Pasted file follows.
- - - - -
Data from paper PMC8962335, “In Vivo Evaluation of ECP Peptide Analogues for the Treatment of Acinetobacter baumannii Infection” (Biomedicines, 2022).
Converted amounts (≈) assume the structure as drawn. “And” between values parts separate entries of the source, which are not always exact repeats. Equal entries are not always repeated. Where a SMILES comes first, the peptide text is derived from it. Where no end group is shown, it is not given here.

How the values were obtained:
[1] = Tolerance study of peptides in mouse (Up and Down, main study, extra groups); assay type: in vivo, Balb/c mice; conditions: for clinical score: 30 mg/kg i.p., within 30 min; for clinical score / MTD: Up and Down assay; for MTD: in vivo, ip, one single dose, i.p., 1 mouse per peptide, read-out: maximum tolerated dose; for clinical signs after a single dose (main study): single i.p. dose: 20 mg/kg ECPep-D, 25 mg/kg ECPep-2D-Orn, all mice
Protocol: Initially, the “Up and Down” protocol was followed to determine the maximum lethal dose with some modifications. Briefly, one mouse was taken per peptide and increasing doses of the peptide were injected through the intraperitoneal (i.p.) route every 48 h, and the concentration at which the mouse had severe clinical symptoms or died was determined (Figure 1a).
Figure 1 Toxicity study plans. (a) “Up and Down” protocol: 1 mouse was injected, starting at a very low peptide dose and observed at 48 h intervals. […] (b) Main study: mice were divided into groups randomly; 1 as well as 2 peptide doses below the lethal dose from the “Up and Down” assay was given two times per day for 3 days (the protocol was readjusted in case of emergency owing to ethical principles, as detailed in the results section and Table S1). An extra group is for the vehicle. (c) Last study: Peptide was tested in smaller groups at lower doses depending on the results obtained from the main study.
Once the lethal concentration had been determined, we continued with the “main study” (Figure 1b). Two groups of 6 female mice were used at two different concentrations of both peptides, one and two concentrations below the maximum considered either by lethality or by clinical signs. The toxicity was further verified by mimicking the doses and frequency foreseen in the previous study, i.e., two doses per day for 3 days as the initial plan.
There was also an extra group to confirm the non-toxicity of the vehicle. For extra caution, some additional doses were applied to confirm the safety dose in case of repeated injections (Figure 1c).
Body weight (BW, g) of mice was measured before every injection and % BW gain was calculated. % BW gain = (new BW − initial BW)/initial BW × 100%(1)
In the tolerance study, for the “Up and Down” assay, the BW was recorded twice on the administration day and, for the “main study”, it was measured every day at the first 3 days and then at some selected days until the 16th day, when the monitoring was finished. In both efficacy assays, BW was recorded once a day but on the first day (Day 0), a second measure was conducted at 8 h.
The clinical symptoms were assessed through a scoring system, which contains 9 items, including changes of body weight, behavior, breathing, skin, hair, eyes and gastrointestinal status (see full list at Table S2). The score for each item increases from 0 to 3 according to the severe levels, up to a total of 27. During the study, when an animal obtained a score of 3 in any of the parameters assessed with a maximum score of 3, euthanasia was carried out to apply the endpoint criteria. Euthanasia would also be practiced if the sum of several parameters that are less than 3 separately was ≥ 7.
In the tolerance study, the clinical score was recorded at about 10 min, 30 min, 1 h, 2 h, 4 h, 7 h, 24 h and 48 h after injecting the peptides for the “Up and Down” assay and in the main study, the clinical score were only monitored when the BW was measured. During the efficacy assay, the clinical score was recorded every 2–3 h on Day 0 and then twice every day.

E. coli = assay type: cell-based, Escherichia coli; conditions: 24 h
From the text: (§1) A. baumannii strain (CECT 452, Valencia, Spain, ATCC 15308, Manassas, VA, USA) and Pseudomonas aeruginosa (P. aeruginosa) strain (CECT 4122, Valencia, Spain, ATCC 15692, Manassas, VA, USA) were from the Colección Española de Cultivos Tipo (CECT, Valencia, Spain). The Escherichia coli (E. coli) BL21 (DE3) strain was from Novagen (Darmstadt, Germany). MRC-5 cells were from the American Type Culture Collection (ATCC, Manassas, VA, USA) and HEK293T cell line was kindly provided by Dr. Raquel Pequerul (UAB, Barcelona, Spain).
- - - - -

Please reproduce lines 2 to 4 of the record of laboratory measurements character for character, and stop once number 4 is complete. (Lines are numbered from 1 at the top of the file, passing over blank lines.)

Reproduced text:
Converted amounts (≈) assume the structure as drawn. “And” between values parts separate entries of the source, which are not always exact repeats. Equal entries are not always repeated. Where a SMILES comes first, the peptide text is derived from it. Where no end group is shown, it is not given here.

How the values were obtained:
[1] = Tolerance study of peptides in mouse (Up and Down, main study, extra groups); assay type: in vivo, Balb/c mice; conditions: for clinical score: 30 mg/kg i.p., within 30 min; for clinical score / MTD: Up and Down assay; for MTD: in vivo, ip, one single dose, i.p., 1 mouse per peptide, read-out: maximum tolerated dose; for clinical signs after a single dose (main study): single i.p. dose: 20 mg/kg ECPep-D, 25 mg/kg ECPep-2D-Orn, all mice